News Section: Commentary
Letters From The Wasteland: Resolutions Anyone?
I spent the last week holed up in a dank motel room, while I finished ghostwriting the memoirs of a prominent politician whom all of you know. I can't drop any names, but the working title is Just Because I Didn't Say It, Doesn't Mean It Isn't Not Untrue.
Anyway, one of the chamber maids asked me if I'd thought of a New Year's resolution yet. I told her I didn't believe in them, but it got me thinking of a few good ones for other people based on some of the aggravating behavior I'd experienced that week.
So I decided to scribble a few down. Feel free to use any of them you like. No need to even credit me. I'll consider it my good deed for the year.
1. Don't Hog the Waffle Iron
Being a poorly-paid journalist and all, I look for motels that include the “free deluxe continental breakfast,” which usually means that in addition to coffee, juice, toast and pastries, there are a few extra goodies tossed in such as cereal, maybe some runny instant eggs, a rubbery sausage link and best of all, a perfectly-golden Belgian waffle that you make yourself at one of those industrial waffle irons, where you pour in a perfectly-sized plastic cup's worth of batter, rotate it 180 degrees and two minutes later you're in waffle heaven!
However, I've never seen a motel that has more than one iron installed in the breakfast nook. So it never seems to fail that each time I'm in such a motel, some family of eight is camped out in front of the thing with a dozen cups filled, tying the thing up for whatever is left of the ungodly early “limited breakfast hours,” the ones that I've already had to set my alarm on vacation in order to wake up in time for.
If you've got a family that big, do the decent thing and load up the van and head for the IHOP that is never more than a stone's throw away from a mid-level budget motel anywhere in America. If you can't afford the cheap eats at the pancake house, stick to the cereal bar at the hotel or at the very least, offer the line of annoyed solo eaters the waffle iron in between making each of your dozen or so of these delicacies.
2. Don't Ask Questions in Line at the Coffee House
You guys know how I feel about Starbucks, but hotel coffee always seems to get my guts gurgling, so when I'm on the road, the green mermaid always ends up at the party.
For all their faults, the folks at Starbucks have done a good job of describing the difference between a latte and a cappuccino on their menu board. Unless you've been living in a cave, you'd know that a frappuccino is just a frozen espresso and milk drink.
They've all got flavors to choose from. Look at the board, read the description and order a damn drink. If you like it, make a mental note and order the same thing next time. If you require additional tutorials, find a barista cleaning the tables before you get into line and have them sort you out – or better yet, just order a “coffee” like the rest of the world.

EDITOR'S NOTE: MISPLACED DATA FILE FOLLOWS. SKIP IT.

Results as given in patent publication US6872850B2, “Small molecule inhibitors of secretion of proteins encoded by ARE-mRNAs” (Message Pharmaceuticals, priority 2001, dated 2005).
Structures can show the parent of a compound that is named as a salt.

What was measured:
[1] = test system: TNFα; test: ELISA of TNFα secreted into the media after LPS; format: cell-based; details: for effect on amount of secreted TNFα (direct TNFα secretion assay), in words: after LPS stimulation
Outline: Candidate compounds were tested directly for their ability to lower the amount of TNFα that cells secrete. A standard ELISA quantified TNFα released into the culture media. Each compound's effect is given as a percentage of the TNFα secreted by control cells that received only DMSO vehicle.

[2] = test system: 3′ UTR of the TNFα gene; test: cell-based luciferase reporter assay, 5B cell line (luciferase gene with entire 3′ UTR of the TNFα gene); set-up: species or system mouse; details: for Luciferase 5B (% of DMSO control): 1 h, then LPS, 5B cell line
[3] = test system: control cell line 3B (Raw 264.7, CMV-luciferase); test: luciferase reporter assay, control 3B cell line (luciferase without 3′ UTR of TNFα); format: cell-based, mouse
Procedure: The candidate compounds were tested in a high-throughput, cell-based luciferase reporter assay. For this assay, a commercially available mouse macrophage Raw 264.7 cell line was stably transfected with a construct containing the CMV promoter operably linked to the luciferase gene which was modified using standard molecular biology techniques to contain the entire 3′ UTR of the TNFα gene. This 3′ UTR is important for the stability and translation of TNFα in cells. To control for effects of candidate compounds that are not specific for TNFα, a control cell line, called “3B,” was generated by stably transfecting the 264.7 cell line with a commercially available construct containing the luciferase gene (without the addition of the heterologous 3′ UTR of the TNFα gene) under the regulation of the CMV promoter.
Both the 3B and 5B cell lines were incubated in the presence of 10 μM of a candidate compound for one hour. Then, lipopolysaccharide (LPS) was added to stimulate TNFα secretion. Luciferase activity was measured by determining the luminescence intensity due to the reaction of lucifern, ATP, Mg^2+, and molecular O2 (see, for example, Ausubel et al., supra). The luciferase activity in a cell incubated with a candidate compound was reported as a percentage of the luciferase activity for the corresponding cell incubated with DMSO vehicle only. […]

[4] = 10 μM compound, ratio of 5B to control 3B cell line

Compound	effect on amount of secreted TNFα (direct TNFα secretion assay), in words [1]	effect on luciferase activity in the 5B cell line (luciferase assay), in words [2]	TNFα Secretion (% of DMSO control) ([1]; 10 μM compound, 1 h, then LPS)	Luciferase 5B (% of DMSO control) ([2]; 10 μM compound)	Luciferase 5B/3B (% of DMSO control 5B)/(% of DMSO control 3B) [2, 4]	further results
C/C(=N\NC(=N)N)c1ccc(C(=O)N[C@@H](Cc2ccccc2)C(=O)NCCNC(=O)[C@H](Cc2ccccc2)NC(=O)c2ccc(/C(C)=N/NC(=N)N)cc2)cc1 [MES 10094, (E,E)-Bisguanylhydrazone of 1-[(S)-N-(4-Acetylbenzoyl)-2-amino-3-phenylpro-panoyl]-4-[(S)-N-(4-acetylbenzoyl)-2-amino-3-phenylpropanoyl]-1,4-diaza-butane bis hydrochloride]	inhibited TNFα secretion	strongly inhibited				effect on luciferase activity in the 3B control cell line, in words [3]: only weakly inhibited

People who haven't had their caffeine fix are cranky and irritable. Making them wait so that you can find out whether or not something comes with whipped cream on top without asking can ultimately be bad for your health, and I'm not just talking about all of that sugar intake.
3. Stop Asking how my Fantasy Football Team is Doing!
I have nothing against sports and like watching the occasional ball game as much as the next guy – or maybe not. Increasingly, I cannot even go into a sports bar like the one that was next to my hotel and even glance up at an NFL game without some bozo asking me how my fantasy picks did?
What??? Yes, I get it. I understand the concept of fantasy football and just because I say I don't participate in it, that is not an invitation to explain to me the rather simple concept of creating some sort of game within a game by drafting fantasy teams and elaborately using the performance of individual players to make some sort of competition among fans.
It's just that the vast majority of my fantasies contain leggy blondes, not overgrown men in tight pants and sleeveless jerseys. It used to be that this made me the normal, red-blooded American male, rather than the outcast. No, one game going on is enough for me, sometimes more than enough. Leave it alone.
4. Stop Rubber Necking!
I spent the last four hours of the trip in gridlock even though the accident which was supposedly to blame had long been cleared. Why? Because every single driver except me paused to a slow crawl as they passed, because for some reason, even leggy blondes, football fantasies or perfectly-golden Belgian waffles aren't as irresistible as the sight of a dented bumper on a Honda mini-van and a folded trunk on a Chevy Cruze after a mild fender bender on I-75.
Do you realize that we'd be halfway to eradicating traffic jams if we all decided at once that we could pass by an accident without looking – or even just relied on a co-passenger to give us a brief description? It's the 21st century; if it were someone you knew well they would have texted you all about it. If it was an acquaintance, you would have seen their tweet or the pic they posted on Facebook.
Look straight ahead and for the love of God, DRIVE! Some of us have places to be and filing deadlines to meet.
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